stuttering England team that had lost their way after rapidly rising to
the top of the Test world.
In normal circumstances Cook’s fourth
century in each of his first four Tests as captain, bringing him level
on the England record with Wally Hammond, Colin Cowdrey and Geoff
Boycott, would have demanded all the attention.
Ton-derful: Pietersen reached three figures on Sunday morning
This morning it was merely the hors d’oeuvres for the sumptuous main course.
Pietersen looked in the mood when he
stroked his first ball for four on Saturday and now he took batting to a
higher level, nullifying any demons in the pitch and rendering India’s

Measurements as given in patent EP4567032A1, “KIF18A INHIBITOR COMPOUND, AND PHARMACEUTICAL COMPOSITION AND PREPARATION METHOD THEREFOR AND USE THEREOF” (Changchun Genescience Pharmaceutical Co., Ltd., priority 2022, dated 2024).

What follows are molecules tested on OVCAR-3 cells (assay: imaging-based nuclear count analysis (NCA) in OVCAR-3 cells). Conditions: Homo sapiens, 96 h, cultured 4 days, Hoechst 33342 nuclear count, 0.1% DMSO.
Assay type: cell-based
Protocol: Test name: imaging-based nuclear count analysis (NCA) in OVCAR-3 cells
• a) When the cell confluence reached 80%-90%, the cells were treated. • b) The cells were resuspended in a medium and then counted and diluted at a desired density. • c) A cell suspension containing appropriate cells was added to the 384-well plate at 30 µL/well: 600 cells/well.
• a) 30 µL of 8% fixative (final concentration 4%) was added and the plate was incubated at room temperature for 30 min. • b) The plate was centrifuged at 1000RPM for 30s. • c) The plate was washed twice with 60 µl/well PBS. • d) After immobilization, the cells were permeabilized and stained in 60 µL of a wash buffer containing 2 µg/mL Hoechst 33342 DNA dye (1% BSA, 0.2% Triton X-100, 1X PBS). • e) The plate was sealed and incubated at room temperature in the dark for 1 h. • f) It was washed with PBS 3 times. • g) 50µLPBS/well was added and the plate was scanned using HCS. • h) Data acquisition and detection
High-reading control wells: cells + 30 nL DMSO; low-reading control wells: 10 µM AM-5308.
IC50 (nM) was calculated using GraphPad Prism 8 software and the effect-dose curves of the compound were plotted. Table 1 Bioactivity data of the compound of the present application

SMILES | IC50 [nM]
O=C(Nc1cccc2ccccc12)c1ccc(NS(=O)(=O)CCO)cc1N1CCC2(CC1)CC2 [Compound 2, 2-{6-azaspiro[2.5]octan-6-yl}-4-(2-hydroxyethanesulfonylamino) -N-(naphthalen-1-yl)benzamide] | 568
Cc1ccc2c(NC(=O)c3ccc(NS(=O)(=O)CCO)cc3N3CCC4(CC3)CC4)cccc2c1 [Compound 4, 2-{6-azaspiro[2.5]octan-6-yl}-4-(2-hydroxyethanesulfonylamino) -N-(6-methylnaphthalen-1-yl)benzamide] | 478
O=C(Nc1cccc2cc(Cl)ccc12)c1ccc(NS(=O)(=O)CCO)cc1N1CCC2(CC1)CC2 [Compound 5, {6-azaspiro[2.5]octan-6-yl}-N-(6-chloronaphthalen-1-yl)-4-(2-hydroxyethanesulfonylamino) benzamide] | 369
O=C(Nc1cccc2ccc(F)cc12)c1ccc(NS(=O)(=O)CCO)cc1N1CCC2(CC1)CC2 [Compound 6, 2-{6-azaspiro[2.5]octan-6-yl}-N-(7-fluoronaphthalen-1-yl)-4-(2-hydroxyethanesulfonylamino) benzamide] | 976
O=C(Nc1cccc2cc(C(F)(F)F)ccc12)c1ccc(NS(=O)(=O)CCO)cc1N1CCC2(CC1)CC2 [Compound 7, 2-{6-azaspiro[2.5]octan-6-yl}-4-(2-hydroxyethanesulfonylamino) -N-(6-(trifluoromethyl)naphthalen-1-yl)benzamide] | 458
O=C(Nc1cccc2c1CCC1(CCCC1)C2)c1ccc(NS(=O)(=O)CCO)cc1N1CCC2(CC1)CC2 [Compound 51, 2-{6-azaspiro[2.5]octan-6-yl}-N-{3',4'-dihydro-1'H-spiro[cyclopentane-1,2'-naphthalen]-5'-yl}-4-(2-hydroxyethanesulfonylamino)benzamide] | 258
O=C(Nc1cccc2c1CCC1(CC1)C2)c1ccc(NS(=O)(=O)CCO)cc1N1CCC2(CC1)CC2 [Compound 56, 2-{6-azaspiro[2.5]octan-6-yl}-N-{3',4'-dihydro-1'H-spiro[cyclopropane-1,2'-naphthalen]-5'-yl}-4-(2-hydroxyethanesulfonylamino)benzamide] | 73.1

spinners ordinary, even his first Test tormentor Pragyan Ojha.
He told his friend Shane Warne that
he had ‘unscrambled’ his brain and that he clearly had in a five-hour
long batting masterclass.
Pietersen’s century came with a
reverse-swept four devoid of any risk and his 150, which brought him
level with Hammond and Len Hutton in hitting 10 scores in excess of that
figure for England, was reached with an effortless straight six off the
now hapless Ojha.
/11/25/article-2238138-14214923000005DC-531_468x330.jpg” width=”468″ height=”330″ alt=”Captain marvel: Cook led from the front with his 22nd Test hundred” class=”blkBorder” />
Captain marvel: Cook led from the front with his 22nd Test hundred
Only when Pietersen was out, Ojha
roaring his approval at finally getting his man, did the match revert to
type, England losing their last five wickets for 31 to give them a lead
of 87 when at one stage many more seemed probable.